Identifying the Processes of Teacher Application and Adoption of a Novel Instructional Strategy
Date of Award
Doctor of Philosophy
Janie Burney, F. Ann Draughon, Russell French
Research on adolescent learning shows that students learn best when they are actively engaged with the content and when metacognitive teaching strategies are employed. Despite these findings, current studies show that most classrooms are still teacher centered and that passive learning strategies are the norm. To help teachers incorporate highly effective instructional strategies into their classrooms countless professional development workshops are offered each; yet most of these workshops fail to effect true change in the classroom behavior of teachers.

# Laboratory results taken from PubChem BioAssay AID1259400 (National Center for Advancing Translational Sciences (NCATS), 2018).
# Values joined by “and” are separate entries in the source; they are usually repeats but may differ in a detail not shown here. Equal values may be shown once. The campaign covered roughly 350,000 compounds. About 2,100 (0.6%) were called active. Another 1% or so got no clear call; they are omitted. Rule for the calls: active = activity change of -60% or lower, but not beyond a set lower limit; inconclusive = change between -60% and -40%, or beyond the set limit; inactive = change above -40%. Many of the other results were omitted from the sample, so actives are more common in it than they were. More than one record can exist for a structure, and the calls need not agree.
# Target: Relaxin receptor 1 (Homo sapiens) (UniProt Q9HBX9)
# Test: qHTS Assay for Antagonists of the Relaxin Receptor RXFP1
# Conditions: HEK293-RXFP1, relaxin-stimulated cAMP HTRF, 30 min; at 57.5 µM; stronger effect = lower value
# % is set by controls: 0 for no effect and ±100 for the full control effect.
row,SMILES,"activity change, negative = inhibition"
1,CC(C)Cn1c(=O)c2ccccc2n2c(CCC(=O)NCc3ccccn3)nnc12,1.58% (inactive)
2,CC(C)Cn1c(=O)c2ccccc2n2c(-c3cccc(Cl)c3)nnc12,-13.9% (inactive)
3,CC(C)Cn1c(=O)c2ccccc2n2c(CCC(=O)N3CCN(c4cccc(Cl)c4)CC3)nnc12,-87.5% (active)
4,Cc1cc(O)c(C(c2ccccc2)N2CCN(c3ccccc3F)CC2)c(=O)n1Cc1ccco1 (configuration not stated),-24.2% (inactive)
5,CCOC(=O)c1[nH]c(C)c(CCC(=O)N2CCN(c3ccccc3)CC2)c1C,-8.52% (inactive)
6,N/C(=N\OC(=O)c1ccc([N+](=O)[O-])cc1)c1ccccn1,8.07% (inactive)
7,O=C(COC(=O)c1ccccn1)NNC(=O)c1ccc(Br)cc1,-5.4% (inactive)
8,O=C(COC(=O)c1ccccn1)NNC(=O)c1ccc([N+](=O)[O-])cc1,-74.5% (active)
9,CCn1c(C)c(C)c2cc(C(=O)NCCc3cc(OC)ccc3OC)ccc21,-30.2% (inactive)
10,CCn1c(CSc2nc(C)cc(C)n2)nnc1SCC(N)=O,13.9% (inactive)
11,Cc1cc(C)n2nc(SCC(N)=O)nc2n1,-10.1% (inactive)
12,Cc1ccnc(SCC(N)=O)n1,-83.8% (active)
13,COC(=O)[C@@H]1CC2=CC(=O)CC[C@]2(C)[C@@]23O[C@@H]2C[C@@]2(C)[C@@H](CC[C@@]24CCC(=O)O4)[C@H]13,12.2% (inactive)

The design of this study compares teachers’ attempts to employ new instructional strategies within the context of a model curriculum with subsequent attempts to employ those same strategies outside of the model. The purposes of this study were to: (1) investigate how teachers apply new knowledge, attitudes, or behaviors and adopt them as a regular part of their instructional process; (2) identify barriers to instructional change; and (3) examine the impact of a research-based professional development model on teachers’ use of a novel instructional strategy.
The results of this study indicate that teachers need to understand the educational theory behind new strategies, see the strategy modeled for them, be provided with opportunities to discuss the strategy as it relates to their classrooms and current instructional practices, and have on-site support when implementing the strategy on their own.
Richards, Jennifer Kathryn, "Identifying the Processes of Teacher Application and Adoption of a Novel Instructional Strategy. " PhD diss., University of Tennessee, 2007.